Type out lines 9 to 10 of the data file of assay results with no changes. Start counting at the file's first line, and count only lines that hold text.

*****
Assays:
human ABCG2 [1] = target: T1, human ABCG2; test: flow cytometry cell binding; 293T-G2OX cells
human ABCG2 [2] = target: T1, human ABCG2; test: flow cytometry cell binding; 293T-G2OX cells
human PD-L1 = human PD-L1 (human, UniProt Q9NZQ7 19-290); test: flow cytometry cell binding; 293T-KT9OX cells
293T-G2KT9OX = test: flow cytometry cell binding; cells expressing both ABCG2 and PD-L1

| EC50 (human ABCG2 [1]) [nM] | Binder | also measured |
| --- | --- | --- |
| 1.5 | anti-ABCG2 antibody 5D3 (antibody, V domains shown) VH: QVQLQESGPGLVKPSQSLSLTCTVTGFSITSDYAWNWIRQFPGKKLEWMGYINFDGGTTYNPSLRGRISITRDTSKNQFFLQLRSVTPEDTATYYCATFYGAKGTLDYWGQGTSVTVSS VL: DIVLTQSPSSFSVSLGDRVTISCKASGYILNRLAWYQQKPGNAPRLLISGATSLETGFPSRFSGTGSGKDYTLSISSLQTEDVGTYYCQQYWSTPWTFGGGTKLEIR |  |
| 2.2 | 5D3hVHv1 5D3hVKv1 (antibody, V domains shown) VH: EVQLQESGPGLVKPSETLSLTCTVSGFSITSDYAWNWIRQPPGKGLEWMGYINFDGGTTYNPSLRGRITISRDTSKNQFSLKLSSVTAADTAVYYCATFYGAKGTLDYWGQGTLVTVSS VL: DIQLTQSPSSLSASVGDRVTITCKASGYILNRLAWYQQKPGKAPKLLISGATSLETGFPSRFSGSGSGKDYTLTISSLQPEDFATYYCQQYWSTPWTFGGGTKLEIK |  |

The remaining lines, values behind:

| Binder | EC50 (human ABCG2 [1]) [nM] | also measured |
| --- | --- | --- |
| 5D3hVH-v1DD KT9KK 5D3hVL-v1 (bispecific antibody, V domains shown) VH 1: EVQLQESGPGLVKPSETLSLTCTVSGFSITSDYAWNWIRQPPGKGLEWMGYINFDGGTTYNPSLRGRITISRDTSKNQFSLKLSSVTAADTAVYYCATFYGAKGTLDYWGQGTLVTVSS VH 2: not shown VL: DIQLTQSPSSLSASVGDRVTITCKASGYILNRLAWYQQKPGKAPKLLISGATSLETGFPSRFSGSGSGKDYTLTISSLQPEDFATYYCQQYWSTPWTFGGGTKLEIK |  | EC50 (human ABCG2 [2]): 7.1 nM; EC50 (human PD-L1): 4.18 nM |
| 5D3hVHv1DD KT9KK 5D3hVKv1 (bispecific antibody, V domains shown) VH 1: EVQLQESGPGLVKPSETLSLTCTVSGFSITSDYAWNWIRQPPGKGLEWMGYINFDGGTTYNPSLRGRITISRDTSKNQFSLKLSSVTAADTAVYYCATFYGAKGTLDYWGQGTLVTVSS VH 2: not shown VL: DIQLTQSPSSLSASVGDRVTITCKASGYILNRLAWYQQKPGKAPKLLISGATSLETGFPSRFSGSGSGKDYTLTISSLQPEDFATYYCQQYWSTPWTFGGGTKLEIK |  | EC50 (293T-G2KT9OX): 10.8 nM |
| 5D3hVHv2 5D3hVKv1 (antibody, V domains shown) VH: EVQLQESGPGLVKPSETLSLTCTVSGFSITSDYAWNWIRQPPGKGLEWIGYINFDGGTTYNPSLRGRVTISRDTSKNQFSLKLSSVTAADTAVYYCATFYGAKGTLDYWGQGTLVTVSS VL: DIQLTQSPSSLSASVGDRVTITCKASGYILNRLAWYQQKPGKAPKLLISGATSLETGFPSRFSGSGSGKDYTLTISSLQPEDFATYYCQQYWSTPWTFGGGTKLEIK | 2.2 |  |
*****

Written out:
| 2.2 | 5D3hVHv1 5D3hVKv1 (antibody, V domains shown) VH: EVQLQESGPGLVKPSETLSLTCTVSGFSITSDYAWNWIRQPPGKGLEWMGYINFDGGTTYNPSLRGRITISRDTSKNQFSLKLSSVTAADTAVYYCATFYGAKGTLDYWGQGTLVTVSS VL: DIQLTQSPSSLSASVGDRVTITCKASGYILNRLAWYQQKPGKAPKLLISGATSLETGFPSRFSGSGSGKDYTLTISSLQPEDFATYYCQQYWSTPWTFGGGTKLEIK |  |

The remaining lines, values behind: